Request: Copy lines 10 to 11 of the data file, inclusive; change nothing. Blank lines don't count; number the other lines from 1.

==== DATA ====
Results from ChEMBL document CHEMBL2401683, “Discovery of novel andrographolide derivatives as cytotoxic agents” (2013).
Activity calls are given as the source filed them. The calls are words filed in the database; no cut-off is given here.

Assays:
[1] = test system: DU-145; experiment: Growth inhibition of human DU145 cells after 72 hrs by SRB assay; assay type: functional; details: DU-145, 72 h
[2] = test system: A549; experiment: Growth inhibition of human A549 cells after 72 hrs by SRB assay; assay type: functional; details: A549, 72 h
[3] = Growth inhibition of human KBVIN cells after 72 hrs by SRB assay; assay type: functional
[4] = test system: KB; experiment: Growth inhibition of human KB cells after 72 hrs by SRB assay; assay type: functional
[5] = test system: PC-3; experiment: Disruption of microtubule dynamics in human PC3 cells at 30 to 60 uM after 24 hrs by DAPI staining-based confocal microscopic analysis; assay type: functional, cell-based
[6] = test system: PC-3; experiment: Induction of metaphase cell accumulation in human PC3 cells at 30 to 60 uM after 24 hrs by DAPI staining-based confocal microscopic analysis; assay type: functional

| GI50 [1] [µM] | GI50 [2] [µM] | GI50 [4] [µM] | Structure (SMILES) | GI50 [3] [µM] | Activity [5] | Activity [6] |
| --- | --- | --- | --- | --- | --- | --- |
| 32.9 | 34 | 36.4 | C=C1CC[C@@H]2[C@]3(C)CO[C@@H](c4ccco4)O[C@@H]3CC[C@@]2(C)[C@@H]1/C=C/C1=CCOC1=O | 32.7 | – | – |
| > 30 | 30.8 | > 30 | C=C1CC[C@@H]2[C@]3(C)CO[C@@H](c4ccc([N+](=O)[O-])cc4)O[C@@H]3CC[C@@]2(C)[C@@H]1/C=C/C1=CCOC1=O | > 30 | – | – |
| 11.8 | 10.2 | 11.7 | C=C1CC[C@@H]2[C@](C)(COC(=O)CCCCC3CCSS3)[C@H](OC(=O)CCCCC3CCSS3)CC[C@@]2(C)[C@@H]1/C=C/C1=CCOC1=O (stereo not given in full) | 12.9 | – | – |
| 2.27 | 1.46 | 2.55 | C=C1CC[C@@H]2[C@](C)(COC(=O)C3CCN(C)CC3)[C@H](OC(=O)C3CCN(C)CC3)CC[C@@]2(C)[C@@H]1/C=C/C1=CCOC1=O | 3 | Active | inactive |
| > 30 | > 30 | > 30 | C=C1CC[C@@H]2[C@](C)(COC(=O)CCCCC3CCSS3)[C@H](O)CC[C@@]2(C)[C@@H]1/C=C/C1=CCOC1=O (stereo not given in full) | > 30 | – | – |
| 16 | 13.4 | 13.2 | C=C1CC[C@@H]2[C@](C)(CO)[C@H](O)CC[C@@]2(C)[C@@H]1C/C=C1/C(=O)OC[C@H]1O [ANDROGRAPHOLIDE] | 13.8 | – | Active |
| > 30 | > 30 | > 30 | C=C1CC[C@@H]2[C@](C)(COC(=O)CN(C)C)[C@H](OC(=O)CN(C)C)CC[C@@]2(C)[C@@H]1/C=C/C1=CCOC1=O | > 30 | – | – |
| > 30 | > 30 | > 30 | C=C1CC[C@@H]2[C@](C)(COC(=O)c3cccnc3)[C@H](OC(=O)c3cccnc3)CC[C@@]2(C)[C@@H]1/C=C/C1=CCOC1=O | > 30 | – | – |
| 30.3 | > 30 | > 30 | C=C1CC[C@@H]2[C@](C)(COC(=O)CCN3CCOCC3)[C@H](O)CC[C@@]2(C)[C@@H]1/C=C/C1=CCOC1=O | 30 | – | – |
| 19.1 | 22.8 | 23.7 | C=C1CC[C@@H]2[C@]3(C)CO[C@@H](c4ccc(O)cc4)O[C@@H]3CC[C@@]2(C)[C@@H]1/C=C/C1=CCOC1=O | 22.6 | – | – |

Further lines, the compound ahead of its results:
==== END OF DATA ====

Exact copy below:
| GI50 [1] [µM] | GI50 [2] [µM] | GI50 [4] [µM] | Structure (SMILES) | GI50 [3] [µM] | Activity [5] | Activity [6] |
| --- | --- | --- | --- | --- | --- | --- |